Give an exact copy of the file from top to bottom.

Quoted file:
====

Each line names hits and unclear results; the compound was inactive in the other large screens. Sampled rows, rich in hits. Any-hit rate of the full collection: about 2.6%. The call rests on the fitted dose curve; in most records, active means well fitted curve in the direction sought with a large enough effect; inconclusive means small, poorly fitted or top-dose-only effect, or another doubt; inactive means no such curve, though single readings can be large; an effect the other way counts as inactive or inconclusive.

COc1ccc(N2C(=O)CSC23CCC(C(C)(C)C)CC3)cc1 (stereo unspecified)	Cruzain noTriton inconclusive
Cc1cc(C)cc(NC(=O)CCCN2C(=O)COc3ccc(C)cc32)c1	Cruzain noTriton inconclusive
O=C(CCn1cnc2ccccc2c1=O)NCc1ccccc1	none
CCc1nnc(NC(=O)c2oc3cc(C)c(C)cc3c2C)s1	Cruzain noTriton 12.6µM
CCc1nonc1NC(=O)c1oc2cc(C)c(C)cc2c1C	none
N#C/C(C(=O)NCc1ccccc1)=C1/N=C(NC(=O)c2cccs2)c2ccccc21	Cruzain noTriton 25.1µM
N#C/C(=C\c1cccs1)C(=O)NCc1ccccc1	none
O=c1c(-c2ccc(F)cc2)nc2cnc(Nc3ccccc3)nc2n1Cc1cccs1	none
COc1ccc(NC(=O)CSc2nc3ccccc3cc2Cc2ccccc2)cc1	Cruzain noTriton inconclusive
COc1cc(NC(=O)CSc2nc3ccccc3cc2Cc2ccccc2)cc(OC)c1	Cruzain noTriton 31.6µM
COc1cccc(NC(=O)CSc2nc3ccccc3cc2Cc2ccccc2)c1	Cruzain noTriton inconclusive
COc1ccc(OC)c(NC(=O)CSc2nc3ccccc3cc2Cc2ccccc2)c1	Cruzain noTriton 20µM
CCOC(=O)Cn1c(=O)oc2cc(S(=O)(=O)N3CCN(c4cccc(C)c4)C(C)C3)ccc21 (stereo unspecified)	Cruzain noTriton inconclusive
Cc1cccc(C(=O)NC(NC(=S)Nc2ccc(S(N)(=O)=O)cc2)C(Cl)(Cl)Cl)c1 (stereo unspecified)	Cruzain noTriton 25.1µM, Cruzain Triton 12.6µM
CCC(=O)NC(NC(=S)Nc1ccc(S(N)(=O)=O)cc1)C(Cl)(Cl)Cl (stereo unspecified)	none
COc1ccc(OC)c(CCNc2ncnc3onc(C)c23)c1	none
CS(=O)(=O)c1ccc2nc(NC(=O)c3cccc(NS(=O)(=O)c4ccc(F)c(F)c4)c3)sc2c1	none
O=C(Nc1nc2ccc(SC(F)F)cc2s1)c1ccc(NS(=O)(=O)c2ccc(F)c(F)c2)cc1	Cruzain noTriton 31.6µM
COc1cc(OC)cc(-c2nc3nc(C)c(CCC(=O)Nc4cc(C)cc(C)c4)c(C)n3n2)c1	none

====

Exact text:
Each line names hits and unclear results; the compound was inactive in the other large screens. Sampled rows, rich in hits. Any-hit rate of the full collection: about 2.6%. The call rests on the fitted dose curve; in most records, active means well fitted curve in the direction sought with a large enough effect; inconclusive means small, poorly fitted or top-dose-only effect, or another doubt; inactive means no such curve, though single readings can be large; an effect the other way counts as inactive or inconclusive.

COc1ccc(N2C(=O)CSC23CCC(C(C)(C)C)CC3)cc1 (stereo unspecified)	Cruzain noTriton inconclusive
Cc1cc(C)cc(NC(=O)CCCN2C(=O)COc3ccc(C)cc32)c1	Cruzain noTriton inconclusive
O=C(CCn1cnc2ccccc2c1=O)NCc1ccccc1	none
CCc1nnc(NC(=O)c2oc3cc(C)c(C)cc3c2C)s1	Cruzain noTriton 12.6µM
CCc1nonc1NC(=O)c1oc2cc(C)c(C)cc2c1C	none
N#C/C(C(=O)NCc1ccccc1)=C1/N=C(NC(=O)c2cccs2)c2ccccc21	Cruzain noTriton 25.1µM
N#C/C(=C\c1cccs1)C(=O)NCc1ccccc1	none
O=c1c(-c2ccc(F)cc2)nc2cnc(Nc3ccccc3)nc2n1Cc1cccs1	none
COc1ccc(NC(=O)CSc2nc3ccccc3cc2Cc2ccccc2)cc1	Cruzain noTriton inconclusive
COc1cc(NC(=O)CSc2nc3ccccc3cc2Cc2ccccc2)cc(OC)c1	Cruzain noTriton 31.6µM
COc1cccc(NC(=O)CSc2nc3ccccc3cc2Cc2ccccc2)c1	Cruzain noTriton inconclusive
COc1ccc(OC)c(NC(=O)CSc2nc3ccccc3cc2Cc2ccccc2)c1	Cruzain noTriton 20µM
CCOC(=O)Cn1c(=O)oc2cc(S(=O)(=O)N3CCN(c4cccc(C)c4)C(C)C3)ccc21 (stereo unspecified)	Cruzain noTriton inconclusive
Cc1cccc(C(=O)NC(NC(=S)Nc2ccc(S(N)(=O)=O)cc2)C(Cl)(Cl)Cl)c1 (stereo unspecified)	Cruzain noTriton 25.1µM, Cruzain Triton 12.6µM
CCC(=O)NC(NC(=S)Nc1ccc(S(N)(=O)=O)cc1)C(Cl)(Cl)Cl (stereo unspecified)	none
COc1ccc(OC)c(CCNc2ncnc3onc(C)c23)c1	none
CS(=O)(=O)c1ccc2nc(NC(=O)c3cccc(NS(=O)(=O)c4ccc(F)c(F)c4)c3)sc2c1	none
O=C(Nc1nc2ccc(SC(F)F)cc2s1)c1ccc(NS(=O)(=O)c2ccc(F)c(F)c2)cc1	Cruzain noTriton 31.6µM
COc1cc(OC)cc(-c2nc3nc(C)c(CCC(=O)Nc4cc(C)cc(C)c4)c(C)n3n2)c1	none